students speaking

Department Projects

Immersive learning brings together interdisciplinary, student-driven teams guided by faculty mentors to create high-impact learning experiences.

Through immersive learning, students earn credit for working collaboratively with businesses, nonprofits, and government agencies to address community challenges.


Access to Justice Clinic

Professor Brad Gideon’s Legal Studies Program’s Access to Justice Clinic places students with a wide range of community partners to provide legal support services to underserved populations in the community and state.

students in a courtroom

Students work directly with clients, attorneys, paralegals, case managers, and court personnel to help those in need of legal services.

Students help represent those in domestic violence situations, senior citizens and the disabled, and children in the foster care system. Students conduct legal research, draft legal documents, interview clients, and may even testify in court.



Dr. Jeongyoon Lee's
POLS 460/560 Public and Social Entrepreneurship and Social Change class was an immersive learning project that worked with the Muncie Time Bank (MTB) as a community partner.

 


Students examined the organizational challenges that MTB (as a local nonprofit) was facing and developed a set of policy and management recommendations to improve their organizational situation. Students divided into three teams and investigated three facets of the larger organizational issues of MTB: leadership and data management, marketing and recruitment, and motivation and retention. In order to define the dimensions of the issues and develop solutions, students engaged in volunteering activities with the MTB, meeting with the MTB board of directors and active MTB members, conducting interviews and surveys, and participating in marketing and recruitment efforts. Also, students planned, organized, and hosted a community social event where they presented their findings and shared their reflections from their participation in the course. This immersive learning course help students gain new practical knowledge and apply theories and concepts in a real-world situation.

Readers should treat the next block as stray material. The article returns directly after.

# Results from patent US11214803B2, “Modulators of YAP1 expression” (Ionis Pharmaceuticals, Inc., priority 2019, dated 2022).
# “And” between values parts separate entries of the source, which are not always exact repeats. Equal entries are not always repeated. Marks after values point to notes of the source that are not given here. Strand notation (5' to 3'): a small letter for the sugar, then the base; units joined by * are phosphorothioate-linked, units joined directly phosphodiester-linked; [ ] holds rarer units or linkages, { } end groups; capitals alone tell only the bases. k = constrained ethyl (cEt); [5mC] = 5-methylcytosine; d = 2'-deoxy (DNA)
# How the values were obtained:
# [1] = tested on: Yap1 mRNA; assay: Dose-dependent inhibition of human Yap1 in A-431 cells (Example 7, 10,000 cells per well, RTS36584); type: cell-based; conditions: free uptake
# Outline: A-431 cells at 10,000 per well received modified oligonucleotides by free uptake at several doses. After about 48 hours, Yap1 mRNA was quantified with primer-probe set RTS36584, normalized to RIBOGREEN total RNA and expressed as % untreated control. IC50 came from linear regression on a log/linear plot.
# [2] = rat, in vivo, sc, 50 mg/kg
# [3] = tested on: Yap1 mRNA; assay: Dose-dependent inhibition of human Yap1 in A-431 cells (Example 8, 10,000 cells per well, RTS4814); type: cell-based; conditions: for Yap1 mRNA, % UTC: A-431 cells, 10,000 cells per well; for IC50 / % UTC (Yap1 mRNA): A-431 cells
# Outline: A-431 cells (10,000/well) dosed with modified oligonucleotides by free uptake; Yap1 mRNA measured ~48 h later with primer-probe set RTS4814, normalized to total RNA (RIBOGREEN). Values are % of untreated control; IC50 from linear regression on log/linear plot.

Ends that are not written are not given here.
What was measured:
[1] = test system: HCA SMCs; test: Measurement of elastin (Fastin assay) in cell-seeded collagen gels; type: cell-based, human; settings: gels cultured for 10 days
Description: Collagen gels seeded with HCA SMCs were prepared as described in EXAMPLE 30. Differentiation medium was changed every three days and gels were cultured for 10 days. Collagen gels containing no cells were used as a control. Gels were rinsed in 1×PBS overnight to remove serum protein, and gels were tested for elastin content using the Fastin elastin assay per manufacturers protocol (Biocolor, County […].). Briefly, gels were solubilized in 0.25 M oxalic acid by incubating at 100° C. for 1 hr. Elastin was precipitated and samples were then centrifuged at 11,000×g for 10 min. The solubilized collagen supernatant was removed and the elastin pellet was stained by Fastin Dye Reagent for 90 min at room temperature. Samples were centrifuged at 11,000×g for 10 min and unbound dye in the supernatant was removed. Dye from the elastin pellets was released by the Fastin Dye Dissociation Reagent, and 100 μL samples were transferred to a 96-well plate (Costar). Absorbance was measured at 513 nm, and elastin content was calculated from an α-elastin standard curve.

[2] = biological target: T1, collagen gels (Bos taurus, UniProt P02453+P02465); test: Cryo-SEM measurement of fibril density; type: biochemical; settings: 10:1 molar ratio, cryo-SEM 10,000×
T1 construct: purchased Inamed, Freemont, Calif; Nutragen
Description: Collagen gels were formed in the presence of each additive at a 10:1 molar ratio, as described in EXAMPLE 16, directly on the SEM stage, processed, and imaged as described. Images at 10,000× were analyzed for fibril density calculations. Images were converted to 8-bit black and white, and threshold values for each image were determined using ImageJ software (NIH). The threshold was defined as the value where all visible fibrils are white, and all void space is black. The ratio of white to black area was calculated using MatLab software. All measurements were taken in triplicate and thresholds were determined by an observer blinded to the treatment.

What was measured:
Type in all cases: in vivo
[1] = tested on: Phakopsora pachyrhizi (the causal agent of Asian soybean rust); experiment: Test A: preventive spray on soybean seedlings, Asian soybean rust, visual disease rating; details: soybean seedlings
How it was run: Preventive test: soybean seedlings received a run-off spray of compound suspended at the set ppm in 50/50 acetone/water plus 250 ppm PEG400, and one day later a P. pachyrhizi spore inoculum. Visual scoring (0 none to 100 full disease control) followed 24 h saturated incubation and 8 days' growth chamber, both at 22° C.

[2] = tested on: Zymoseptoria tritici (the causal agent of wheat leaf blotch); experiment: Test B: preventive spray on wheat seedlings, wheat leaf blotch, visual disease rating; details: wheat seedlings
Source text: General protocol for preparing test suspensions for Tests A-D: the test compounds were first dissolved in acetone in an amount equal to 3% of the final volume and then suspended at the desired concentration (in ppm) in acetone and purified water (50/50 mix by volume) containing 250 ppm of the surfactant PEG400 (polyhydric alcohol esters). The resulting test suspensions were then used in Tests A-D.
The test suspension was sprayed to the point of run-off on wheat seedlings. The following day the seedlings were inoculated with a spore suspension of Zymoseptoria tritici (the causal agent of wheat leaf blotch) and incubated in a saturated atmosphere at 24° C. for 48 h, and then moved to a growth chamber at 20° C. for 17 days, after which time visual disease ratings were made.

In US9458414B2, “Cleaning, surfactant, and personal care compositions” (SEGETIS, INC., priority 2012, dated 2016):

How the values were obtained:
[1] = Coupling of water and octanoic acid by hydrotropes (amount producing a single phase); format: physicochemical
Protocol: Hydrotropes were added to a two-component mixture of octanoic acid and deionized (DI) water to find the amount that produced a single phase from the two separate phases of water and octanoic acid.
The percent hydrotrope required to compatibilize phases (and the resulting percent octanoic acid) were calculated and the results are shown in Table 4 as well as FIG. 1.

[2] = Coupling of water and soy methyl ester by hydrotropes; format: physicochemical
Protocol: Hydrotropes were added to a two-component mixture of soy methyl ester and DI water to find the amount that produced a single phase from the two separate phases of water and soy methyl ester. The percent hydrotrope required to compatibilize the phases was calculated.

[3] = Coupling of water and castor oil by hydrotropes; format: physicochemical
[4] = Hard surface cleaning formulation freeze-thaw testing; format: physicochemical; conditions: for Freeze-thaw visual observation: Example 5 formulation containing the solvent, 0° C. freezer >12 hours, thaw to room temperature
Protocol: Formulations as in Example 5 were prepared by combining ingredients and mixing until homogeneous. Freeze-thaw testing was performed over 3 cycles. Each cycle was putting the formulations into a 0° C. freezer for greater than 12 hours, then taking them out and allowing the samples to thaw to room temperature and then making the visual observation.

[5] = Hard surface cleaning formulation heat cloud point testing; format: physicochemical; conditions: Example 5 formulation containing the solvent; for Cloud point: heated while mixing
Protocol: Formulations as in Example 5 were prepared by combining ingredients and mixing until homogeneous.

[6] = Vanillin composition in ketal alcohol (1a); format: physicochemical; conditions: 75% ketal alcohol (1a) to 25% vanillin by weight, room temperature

In Spring 2017, our POLS 648 Policy Analysis class was taught as an immersive learning project that worked with the Muncie Redevelopment Commission as a community partner.

Students examined the issue of abandoned housing and developed a set of policy recommendations to mitigate the problems caused by abandoned housing in the city. Students engaged with many community stakeholders in defining the dimensions of the problem and developing policy solutions.

Learn more about the project.